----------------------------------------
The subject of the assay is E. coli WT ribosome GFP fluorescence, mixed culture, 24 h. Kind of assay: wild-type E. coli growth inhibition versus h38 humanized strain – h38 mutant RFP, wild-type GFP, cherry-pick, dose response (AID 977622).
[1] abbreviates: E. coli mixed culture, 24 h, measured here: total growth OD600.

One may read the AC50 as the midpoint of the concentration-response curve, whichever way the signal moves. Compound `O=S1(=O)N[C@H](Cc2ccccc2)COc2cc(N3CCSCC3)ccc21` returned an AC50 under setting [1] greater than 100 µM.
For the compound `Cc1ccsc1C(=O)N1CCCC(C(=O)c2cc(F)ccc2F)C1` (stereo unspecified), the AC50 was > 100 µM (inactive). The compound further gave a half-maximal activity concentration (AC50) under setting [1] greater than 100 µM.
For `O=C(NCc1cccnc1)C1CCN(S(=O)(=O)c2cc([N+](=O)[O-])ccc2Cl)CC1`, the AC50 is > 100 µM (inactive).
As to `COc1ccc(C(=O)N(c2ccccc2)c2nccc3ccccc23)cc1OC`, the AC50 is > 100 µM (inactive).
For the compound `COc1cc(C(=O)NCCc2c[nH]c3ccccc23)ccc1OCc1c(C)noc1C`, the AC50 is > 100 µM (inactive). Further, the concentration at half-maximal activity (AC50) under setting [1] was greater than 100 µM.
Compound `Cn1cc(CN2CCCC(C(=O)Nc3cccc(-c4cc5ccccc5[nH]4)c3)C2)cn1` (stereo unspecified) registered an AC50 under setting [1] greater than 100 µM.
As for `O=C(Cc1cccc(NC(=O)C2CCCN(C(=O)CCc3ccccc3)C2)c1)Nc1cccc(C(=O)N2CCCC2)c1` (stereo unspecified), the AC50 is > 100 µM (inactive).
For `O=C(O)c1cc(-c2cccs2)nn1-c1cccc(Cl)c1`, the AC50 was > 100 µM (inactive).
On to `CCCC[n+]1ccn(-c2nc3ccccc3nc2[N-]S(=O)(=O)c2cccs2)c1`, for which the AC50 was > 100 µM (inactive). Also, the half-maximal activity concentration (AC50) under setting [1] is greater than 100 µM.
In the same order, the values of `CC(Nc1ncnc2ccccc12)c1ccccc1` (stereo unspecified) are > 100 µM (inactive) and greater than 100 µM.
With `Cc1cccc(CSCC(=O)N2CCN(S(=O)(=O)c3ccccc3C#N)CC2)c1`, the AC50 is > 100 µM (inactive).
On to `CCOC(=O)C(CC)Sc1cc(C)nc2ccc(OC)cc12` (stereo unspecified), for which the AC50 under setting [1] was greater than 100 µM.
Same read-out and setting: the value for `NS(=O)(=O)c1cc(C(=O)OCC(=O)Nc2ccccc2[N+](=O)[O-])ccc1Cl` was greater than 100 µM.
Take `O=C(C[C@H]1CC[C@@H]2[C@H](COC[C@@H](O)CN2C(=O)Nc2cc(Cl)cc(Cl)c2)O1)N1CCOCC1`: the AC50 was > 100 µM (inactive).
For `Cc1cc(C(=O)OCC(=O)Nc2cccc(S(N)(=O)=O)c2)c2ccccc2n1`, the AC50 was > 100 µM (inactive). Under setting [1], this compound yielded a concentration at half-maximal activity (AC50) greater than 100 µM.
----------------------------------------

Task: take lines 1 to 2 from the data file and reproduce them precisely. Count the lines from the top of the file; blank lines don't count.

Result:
The subject of the assay is E. coli WT ribosome GFP fluorescence, mixed culture, 24 h. Kind of assay: wild-type E. coli growth inhibition versus h38 humanized strain – h38 mutant RFP, wild-type GFP, cherry-pick, dose response (AID 977622).
[1] abbreviates: E. coli mixed culture, 24 h, measured here: total growth OD600.